Eyelid Drooping: What is it and The Reasons, Symptoms, and Treatment

Eyelid drooping is excess sagging of the upper eyelid. The edge of the upper eyelid may be lower than it ought to be, ptosis eyelid [หนังตาตก, which is the term in Thai], or there might be excess baggy skin in the upper eyelid, dermatochalasis. Eyelid drooping is usually a combination of both problems. The trouble is likewise called ptosis.


A drooping eyelid is usually as a result of:

  • Weak point of the muscular tissue that increases the eyelid
  • Looseness of the skin of the top eyelids
  • Damages to the nerves that control that muscle

Drooping eyelid can be:

  • Brought on by the regular aging procedure
  • The outcome of an injury or disease
  • Existing before birth

Diseases or ailments that might result in eyelid sagging include:

  • Lump around or behind the eye
  • Horner disorder
  • Diabetes mellitus
  • Myasthenia gravis
  • Swelling in the eyelid, such as with a stye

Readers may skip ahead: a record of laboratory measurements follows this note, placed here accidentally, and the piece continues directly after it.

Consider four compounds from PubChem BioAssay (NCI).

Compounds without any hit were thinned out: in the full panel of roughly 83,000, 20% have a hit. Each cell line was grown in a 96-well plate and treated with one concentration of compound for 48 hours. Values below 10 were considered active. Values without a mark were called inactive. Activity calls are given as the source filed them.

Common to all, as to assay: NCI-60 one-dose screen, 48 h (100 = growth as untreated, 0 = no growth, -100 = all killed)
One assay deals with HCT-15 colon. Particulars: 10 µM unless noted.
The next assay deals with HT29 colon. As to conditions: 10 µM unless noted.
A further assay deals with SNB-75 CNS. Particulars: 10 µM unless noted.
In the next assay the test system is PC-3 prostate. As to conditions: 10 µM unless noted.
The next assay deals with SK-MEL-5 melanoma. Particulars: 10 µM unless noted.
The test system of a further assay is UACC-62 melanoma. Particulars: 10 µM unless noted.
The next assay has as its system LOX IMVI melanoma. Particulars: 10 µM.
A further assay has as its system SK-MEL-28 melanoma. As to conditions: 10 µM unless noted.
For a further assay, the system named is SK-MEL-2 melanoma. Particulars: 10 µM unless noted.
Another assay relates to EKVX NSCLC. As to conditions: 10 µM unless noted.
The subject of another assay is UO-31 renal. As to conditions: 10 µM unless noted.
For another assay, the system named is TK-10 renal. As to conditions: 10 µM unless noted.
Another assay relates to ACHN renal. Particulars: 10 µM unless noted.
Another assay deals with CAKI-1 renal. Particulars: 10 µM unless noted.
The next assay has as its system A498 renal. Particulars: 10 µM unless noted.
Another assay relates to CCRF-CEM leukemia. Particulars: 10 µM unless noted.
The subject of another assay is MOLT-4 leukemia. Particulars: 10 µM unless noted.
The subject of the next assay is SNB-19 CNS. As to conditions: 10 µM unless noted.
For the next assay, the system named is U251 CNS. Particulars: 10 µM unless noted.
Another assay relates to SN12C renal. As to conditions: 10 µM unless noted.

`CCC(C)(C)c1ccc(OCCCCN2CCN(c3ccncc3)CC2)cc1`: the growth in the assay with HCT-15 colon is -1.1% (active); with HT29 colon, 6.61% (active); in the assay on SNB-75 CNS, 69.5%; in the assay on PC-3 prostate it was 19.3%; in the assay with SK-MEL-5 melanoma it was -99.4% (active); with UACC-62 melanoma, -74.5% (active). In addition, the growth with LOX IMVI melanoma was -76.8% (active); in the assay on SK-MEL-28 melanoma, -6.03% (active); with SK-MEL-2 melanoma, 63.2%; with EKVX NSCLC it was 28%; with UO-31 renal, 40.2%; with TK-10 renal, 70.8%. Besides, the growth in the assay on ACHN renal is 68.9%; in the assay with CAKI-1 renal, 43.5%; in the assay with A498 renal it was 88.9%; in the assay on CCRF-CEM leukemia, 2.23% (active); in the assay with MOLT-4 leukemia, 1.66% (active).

• Stroke


Drooping may exist in one/both eyelids relying on the reason. The lid may cover only the top eye, or the entire student may be covered.

Problems with vision will typically be present:

  • Initially, simply a sense that the extremely upper field of vision is being obstructed
  • Kids might tip their head back to help them see under the eyelid
  • When the drooping eyelid covers the student of the eye, vision might end up being entirely obstructed
  • Exhaustion and achiness around the eyes might likewise exist


If a condition is discovered, it will be treated. A lot of instances of drooping eyelids are because of aging and there is no disease entailed.

Eyelid lift surgical procedure, or blepharoplasty, is done to repair drooping or sagging upper eyelids.

  • In milder instances, it can be done to improve the look of the eyelids
  • In children with ptosis, surgery might be needed to stop amblyopia, additionally called “lazy eye”
  • In more extreme instances, surgical treatment may be needed to correct interference with vision

Kenneth Bennett

Atticus Bennett: Atticus, a sports nutritionist, provides dietary advice for athletes, tips for muscle recovery, and nutrition plans to support peak performance.